As for tipping, it has gotten way out of hand. There are tip jars everywhere. I want to know why after spending 4 bucks for a coffee, I’m expected to throw the change from my 5 in the tip jar?

  3. mary said on June 29, 2005 at 10:41 am

    Mr. Bray (what a perfect name) sounds like our VP. Dick Cheney said he didn’t serve in Vietnam because he had “other priorities.”

  4. Ralph said on June 29, 2005 at 11:08 am

    I’ve always wondered: are we supposed to tip the beer drive-thru guy?

  5. Michael G said on June 29, 2005 at 11:55 am

    The thing about the chicken hawks and junior chicken hawks that boggles my mind is that they are totally without shame or sense of irony. And yes, I did my time in the ‘Nam — twice.

  6. juan said on June 29, 2005 at 12:17 pm

    You may be missing the point of the Ed Klein book. It’s not a smear piece, it’s an orchestrated campaign strategy by Hils herself.

    C’mon! This is a page right out of the Scientologist handbook! The Scientologists call in to radio shows and log into blogs to spew crazy, over-the-top stuff to create plausible deniability and distract from the ACTUAL crazy, over-the-top stuff like Xenu the evil alien being held in a secret mountain fortress.

    C’mon!

    1. Ed Klien knows better than to print this kind of slander without real sources. The guy worked for NEWSDAY!

    2. If it really was a “swiftboat” smear piece, it would have been released in the last days of her presidential campaign, not three years before it starts!

    3. Mrs. “Right Wing Conspiracy” is leaking the skeletons mixed in with plenty of B.S. to make sure both play-out before her campaign begins.

    4. Ed used to be a Clinton buddy. Now he’s a foe?

    C’MON!

    I’m no braniac, but this is pretty transparent.

  7. ashley said on June 29, 2005 at 12:20 pm

    The comments by the veterans on this post reminds me of the conversation between Tony and Reverend Jim on Taxi:

    Tony: “Well, I served in Vietnam, what do you have to say about that?”

    Reverend Jim: “Thanks!”

  8. ashley said on June 29, 2005 at 12:32 pm

    “I’m no braniac..”

    No, you’re not.

  9. mary said on June 29, 2005 at 1:18 pm

    michael

    I agree. Some of us who are old enough to remember that time clearly, who had friends who were either trying not to be drafted or were drafted, or killed find all this very hard to take. Did I dream that whole time? Could one just choose to serve in the Texas Air National Guard rather than get drafted, and then ask to be sent to Vietnam but NOT get sent? That’s what W says he did.

    My brother got drafted right after he finished grad school and shipped out of Fort Lewis not long after. I’m sure he had other priorities. I’m sure he would have preferred to spend that time in Texas flying jets on weekends to slogging around and getting foot rot. Where is this weird shameless disconnect coming from?

  10. harry near indy said on June 29, 2005 at 1:38 pm

    mary,

    regarding the weird shameless disconnect …

    your *fellow* citizens are so turned off by politics that they’ll let this shit slide.

  11. Connie said on June 29, 2005 at 2:07 pm

    You only tip the hair dresser if she/he is not the owner. For what that’s worth.

  12. mary said on June 29, 2005 at 4:13 pm

    harry

    Turned off or distracted? I don’t get my news from TV, but if I did, I would know a lot more about the runaway bride, Michael Jackson, and Terri Schiavo’s autopsy than I care to. Last night on the Daily Show, Jon Stewart showed a clip of some government flack saying that the reason Bush’s approval ratings are dropping is that the news has been covering the Jackson trial, not the president. It’s not because people are sick of this stupid war, nah. It’s the michael jackson trial.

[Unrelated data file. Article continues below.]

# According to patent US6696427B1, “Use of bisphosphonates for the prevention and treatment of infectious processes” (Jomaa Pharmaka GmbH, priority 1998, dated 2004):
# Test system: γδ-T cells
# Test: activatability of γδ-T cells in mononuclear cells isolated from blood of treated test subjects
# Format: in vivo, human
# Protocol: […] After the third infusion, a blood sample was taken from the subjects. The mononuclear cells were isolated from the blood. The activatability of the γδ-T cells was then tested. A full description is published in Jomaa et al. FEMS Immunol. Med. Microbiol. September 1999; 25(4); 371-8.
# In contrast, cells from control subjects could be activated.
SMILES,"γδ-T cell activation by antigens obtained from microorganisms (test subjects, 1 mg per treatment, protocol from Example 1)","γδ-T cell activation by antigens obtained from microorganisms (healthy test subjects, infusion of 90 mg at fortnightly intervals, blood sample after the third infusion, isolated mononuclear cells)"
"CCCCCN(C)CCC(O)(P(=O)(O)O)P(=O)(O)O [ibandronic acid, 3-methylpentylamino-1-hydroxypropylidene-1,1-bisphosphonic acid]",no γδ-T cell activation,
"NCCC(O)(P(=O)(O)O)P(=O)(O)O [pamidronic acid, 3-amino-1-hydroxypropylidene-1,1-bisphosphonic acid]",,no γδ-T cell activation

13. ellen said on June 29, 2005 at 5:08 pm

    I tip my hairdresser about 15 percent. Depending on where you go, the hairdresser may be renting the work station and use of the salon facilities from the salon owner. My friend pays $1,400 a month for her space in a salon. (I have no idea if that figure is high or low.) She receives no benefits and is essentially self-employed and simply leasing a work space. She can work as many or as few hours as she is willing to book clients.

  14. poochlover said on June 29, 2005 at 9:53 pm

    I think 15% is the norm around here (Cincinnati area). My mom always said you weren’t to tip if you went to the owner, but I always have and they seem appreciative.

  15. juan said on June 30, 2005 at 10:57 am

    Ash,

    Just brilliant. I can’t come back from a pithy little ad hominem knee-capping like that.

    I am but a pawn of your towering intellect and intellectual maturity.

    Glad to see Air America has sharpened your rhetorical skills to such a fine point that you can now frame logic fallacies in three words or less. (I mean, HELL! Even Franken can’t craft an ad hom book title in less than FIVE! Nicely done!)

    …or, at the very least, it has encouraged you to eschew debate all together and just embrace your inner-douchebag.

    Gratz Duuuuuuude!

  16. James Kabala said on June 30, 2005 at 11:41 pm

    In the real world, of course, as opposed to liberal fantasyland, National Review, Bill O’Reilly, and just about all reputable or semi-reputable conservatives have distanced themselves the book. Those who have bought it are probably gossip-lovers of all political persuasions, not just conservative.

  17. Anne Laurie said on July 5, 2005 at 5:13 pm

    Nance, you tip the hairdresser because one wants to stay in the good graces of anyone who’s capable of making one walk around with a bag over one’s head for six weeks…

    Abstractly, it’s because hairdressers are “servants” under the shop owner, and those who provide personal service have traditionally been tipped to make up for being underpaid. But since we tip cabbies, and don’t tip mechanics, I think at some level it’s an unconscious (mostly) way of encouraging certain people to like us a little better, and therefore give us a little extra attention. Or at least not give us a mullet while our attention is distracted…

    The tip jar at Starbucks, et al seems to be a separate issue to me — possibly because the worse the service behind the counter, the more giving up my change is “encouraged” by the offenders. There’s definitely a generational change around here; those over 25 don’t push the tip jar in retail environments, those under 25 are insulted if you don’t “contribute”. Perhaps it’s related to the rise of everybody-wins-something Self Esteem school theory? One could argue that these kids have been trained to believe that doing the most basic job “entitles” them to a gold star, a smiley-face eraser, or a customer’s spare change.